Main Test - May 2016 - Aurora A-Stralis

Tuesday, June 6, 2017

New Zealand Trucking headed to the bottom of the country where the Aurora Australis is sometimes seen, and Hobbs & Banks Iveco Stralis is occasionally visible too.

It was before dawn on a wet morning when we arrived in Edendale to rendezvous with Deane Harris and the Iveco Stralis livestock unit he drives for Hobbs & Banks of Geraldine. Deane had come south the day before and after dropping a load of sheep had prepped the 4-deck sheep/2deck cattle crates for a load of calves to be picked up at Slope Point, 70km east of Invercargill and the southernmost point of the South Island.

The Stralis has been on the road for 10 months and had 75,000km on the clock, but there were no squeaks or rattles from the truck or the Valley Crates 5-axle trailer as we made our way through the coastal settlement of Fortrose along the narrow roads heading towards the Catlins.

The Iveco’s headlamps aren’t brilliant, but proved more than adequate for cutting through the intermittent rain. Deane had been to the farm before, although the stock was to be picked up from a different loading ramp from the one previously used, nevertheless, the farmer’s instructions are spot on and we arrived at 7:20am to find the calves waiting. The loading ramp entrance is on the main tourist route and although there’s not a lot of room to spare, Deane had no problem getting the 23-metre-long unit into position. The sliding drawbar was activated from the cab and the walk-through crates quickly set up for the 170kg calves to be loaded 10 to a pen. Deane said he gives the stock plenty of room, because it is about 470km to their new home and they’ll be in the crate for over seven hours.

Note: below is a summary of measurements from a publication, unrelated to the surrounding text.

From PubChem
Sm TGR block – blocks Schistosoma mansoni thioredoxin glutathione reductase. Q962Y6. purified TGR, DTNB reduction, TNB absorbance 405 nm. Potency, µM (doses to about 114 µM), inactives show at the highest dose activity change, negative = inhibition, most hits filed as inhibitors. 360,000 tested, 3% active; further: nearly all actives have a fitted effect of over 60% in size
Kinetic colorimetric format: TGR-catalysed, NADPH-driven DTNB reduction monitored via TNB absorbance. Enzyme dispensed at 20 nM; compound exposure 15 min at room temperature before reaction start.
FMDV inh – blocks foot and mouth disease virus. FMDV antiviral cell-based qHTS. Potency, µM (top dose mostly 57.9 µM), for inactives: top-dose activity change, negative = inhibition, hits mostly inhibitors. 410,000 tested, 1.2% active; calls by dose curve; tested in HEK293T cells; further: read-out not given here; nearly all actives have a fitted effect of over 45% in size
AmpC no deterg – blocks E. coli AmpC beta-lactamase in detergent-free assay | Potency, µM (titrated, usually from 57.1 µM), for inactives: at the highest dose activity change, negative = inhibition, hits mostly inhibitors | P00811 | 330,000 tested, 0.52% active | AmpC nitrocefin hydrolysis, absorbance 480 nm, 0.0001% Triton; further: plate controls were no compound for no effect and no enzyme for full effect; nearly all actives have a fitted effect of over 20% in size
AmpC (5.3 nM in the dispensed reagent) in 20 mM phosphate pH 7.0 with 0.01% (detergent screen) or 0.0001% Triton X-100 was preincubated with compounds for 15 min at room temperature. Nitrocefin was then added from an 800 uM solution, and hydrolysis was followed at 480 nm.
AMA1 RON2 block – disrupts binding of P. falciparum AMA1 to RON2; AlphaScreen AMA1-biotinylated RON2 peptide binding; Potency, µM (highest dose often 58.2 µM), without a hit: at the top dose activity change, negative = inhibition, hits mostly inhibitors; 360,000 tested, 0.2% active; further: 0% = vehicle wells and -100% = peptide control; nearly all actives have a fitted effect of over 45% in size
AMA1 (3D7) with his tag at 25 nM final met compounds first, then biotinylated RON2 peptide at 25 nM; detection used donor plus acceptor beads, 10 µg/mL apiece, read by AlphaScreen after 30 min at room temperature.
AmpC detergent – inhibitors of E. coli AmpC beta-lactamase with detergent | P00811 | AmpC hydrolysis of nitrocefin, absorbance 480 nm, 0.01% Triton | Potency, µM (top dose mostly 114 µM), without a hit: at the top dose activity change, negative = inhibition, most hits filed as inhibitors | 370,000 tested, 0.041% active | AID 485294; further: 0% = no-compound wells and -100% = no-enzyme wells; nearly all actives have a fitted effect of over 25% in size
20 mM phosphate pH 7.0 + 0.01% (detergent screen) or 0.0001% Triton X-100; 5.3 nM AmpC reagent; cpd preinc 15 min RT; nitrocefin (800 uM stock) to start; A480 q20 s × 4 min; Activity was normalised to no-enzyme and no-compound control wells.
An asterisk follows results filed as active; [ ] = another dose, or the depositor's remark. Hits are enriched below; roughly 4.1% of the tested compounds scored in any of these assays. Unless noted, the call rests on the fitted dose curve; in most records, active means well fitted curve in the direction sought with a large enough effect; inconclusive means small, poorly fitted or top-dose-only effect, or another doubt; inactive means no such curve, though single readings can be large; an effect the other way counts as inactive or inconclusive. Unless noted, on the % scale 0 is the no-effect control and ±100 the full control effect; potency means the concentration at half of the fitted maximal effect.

He is an ex-farmer who still has a 40-acre block with his own sheep and cattle and clearly understands stock. He said the farmer has done a good job getting the calves ready for the trip and if they had been on grass they would soon have uncomfortable stomachs and many would lie down. The straw they have eaten will allow them have a comfortable journey. Less than an hour later we hit the road heading through the Catlins to rejoin SH1 at Balclutha. The unit is about six tonne below the 50 tonne it can run at, but even so the steep hills provide a good workout for the truck. What’s more, the road is narrow and a popular tourist route. The farmer explained to us what it means to farm on a tourist route – he keeps his post rammer mounted to the tractor because he has to replace one or two fence posts most weeks due to rental cars running off the road. 


Hobbs & Banks Iveco Stralis is at home on the metal roads of the South Island.

Deane’s obviously aware of the extra responsibilities a live load and the tourist road demands; on a short straight we slowed to let a campervan past, but when the tourists noticed the dog’s head poking out of his box they slowed to take photos. A couple of kilometres further on the camper was parked and the occupants ready with their cameras to get a shot of the dog, Deane said it’s a regular thing. The Iveco’s 500hp is more than adequate for the route and the truck had to be slowed regularly for corners. Deane’s smooth driving is excellent, but he gives a lot of credit for the smoothness to the truck and trailer. There’s no doubt that the Iveco handles well and the European cabover is smoother than most trucks we ride in.